T Nation

RLH and rFSH vs. hCG


#1

I'm wondering why no one has used recombinant LH and/or rFSH for TRT. From what I understand, both are used in fertility medicine. I understand that hCG is cheaply made from pregnant women's urine, but there have been concerns about hCG. The common concern is some sort of prion disease from urine, even though the urine is sterile.

I think the advantages of using a combination of rLH and rFSH would be precise control of hormone levels, no issues of activating unintended receptors (what's actually in hCG?), and no antibody formation. You could take a blood test for LH and FSH levels, then alter your dose until your LH and FSH levels exactly match those of a healthy young male.

I guess hCG would be fine if FSH is unnecessary to maintain fertility or testicular hormone production, and if a proper hCG dose is known.

Does anyone have information or comments about rLH or rFSH? Specifically, does hCG actually address a lack of FSH in patients, if there's a need for FSH? Also, does hCG activate receptors such as those for prolactin?


#2

I forgot to mention, I realize there's a halflife issue with regular LH, but that wouldn't be an issue with PEGylated LH. There could even be an undiscovered version of LH that's one amino acid different from human LH, which has a much longer halflife.

In addition to that, hCG only has a half life of ~12 hours, it's its effects which last several days.


#3

I read about this a couple months ago, and from what I understand it is still prohibitively expensive right now to use on a regular basis...it is also not very well understood yet in the medical community due to its novelty.

Though I think this will be the HRT ancillary of the future once it gains more widespread acceptance...agree that exactly replacing the hormones mimicked by HCG is superior to current options...


#4

Thanks for your input. Maybe I should put this in a different thread. But, if healthy testicular function is maintained through hCG, why wouldn't someone be able to discontinue TRT and then return to pre-TRT testosterone, LH, and FSH levels? There was a male birth control study that showed, after 3-6 months off, a few hundred Chinese men were able to return to normal sperm counts after 2.5 years of TRT which consisted of only 200mg of testosterone per week (no hcg, AI, or even PTC).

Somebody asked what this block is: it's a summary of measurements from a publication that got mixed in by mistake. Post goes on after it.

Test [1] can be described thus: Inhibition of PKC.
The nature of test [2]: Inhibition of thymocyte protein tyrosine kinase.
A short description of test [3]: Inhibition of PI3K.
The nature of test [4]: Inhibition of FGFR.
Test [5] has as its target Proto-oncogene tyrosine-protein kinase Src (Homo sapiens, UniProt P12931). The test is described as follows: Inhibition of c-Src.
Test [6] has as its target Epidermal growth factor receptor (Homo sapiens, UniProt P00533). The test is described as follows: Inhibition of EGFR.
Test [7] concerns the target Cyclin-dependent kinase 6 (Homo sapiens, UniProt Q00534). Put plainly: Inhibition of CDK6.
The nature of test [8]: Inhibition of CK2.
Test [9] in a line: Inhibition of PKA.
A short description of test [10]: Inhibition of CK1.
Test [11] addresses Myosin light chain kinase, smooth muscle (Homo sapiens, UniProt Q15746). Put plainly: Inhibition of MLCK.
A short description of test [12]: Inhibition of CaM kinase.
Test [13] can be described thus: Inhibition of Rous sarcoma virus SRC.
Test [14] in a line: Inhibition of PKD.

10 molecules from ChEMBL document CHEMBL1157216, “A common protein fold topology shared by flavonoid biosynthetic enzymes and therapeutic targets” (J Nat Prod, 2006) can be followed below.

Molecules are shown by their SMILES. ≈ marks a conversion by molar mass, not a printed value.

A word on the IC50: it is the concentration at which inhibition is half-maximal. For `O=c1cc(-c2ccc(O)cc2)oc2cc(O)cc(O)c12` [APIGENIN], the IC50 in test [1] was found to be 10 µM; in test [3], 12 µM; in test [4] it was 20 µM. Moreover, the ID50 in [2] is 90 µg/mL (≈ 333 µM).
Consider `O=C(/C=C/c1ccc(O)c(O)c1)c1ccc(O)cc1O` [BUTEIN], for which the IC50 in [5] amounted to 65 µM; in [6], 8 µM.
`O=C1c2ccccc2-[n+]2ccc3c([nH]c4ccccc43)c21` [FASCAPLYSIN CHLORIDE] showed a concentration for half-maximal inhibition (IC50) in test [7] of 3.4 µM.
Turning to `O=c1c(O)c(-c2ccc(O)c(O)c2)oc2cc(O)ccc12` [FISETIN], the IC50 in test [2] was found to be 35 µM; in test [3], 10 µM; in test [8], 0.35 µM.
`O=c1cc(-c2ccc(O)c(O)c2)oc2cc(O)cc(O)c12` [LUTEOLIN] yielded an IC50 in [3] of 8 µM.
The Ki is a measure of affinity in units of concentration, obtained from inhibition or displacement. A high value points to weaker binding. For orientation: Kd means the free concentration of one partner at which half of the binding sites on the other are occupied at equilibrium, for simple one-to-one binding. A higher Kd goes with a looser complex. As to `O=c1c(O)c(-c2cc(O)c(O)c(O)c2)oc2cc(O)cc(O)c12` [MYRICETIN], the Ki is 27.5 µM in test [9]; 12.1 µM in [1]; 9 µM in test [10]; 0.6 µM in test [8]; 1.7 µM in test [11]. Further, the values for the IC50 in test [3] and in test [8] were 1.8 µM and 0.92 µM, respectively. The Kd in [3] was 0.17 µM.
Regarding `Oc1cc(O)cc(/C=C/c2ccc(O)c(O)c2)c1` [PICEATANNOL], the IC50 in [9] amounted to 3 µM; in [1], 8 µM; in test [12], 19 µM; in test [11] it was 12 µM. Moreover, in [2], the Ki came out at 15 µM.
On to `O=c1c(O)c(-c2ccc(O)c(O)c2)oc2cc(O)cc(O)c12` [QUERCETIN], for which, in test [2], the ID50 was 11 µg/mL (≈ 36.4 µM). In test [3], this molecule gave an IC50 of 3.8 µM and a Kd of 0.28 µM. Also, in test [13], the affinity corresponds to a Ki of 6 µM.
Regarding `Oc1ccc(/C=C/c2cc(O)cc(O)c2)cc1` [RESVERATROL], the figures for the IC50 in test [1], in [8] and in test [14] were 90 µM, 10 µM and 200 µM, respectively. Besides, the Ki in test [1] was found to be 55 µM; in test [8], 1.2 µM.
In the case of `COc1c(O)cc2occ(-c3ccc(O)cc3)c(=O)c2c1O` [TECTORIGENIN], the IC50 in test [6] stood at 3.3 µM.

I've read that FSH is unnecessary for maintaining fertility because hCG can act like FSH to a small degree. Also, FSH is unnecessary to maintain healthy testicular function. Is this true? Is there science to support this idea, or have there been no studies on it yet?

I've read KSman say that hCG can raise intertestictular estrogen levels through intertestictular aromatization. I'm not expert in this field, like he is. But, my theory is that hCG contains prolactin, or fragments of other, similar, estrogen related peptides. hCG is just twice distilled urine after all... Do you think hCG itself could cause estrogen problems?

I'm not considering starting TRT until I'm at least 30. But, I'm interested in the topic, and maybe these question will be helpful to someone else.


#5

I think you have some misconceptions regarding the extraction process of hCG; it is not distilled urine, it is extracted using ion-exchange chromatography and yields recovery rates of ~90% hCG. Steroid hormones such as estrogens do not elute with hCG. In addition, only small prion sequences (8-10 amino acid length) were found in hCG extracted from urine; further work would need to be conducted before we can conclude that prions are actually present in urine-extracted hCG. Also, the elimination half-life of hCG is 33 hours, which is significantly longer than LH (20 minutes).

In terms of adding polyethlyeneglycol to LH, hCG consists of two subunits, an alpha and a beta. The alpha subunit is identical to LH (and FSH, TSH), and the beta subunit is very similar to LH, with hCG having an additional 24 amino acids (you can think of this as nature's way of PEGylating LH).

In terms of FSH-activity; hCG does not have demonstrated direct FSH-activity. It exhibits indirect FSH-activity by raising intratesticular testosterone levels, which stimulates the Sertoli cells.


#6

Ah, that clears things up. I had thought it was purified by weight. I imagined a giant vat of human urine being put into a centrifuge or something. I though hCG was just the name for the random collection of peptides in urine with a weight of, for example, 10-15 kDA. I don't understand how they can extract one peptide from urine in any sort of cost effective manne, it's pretty amazing.

So, the hCG on the market is typically 90% pure? Does the purity vary from manufacturer to manufacturer? What I meant by estrogen related peptides, is peptides which have an effect similar to the effect of estrogen. For example, I would consider prolactin similar to estrogen in some ways. There are so many peptides and peptide fragments in urine, I still think that "hCG" could have direct agonism for many receptors, not just the LH receptor. What I mean by "hCG" is whatever is sold under the name "hCG." Do you think that could be true?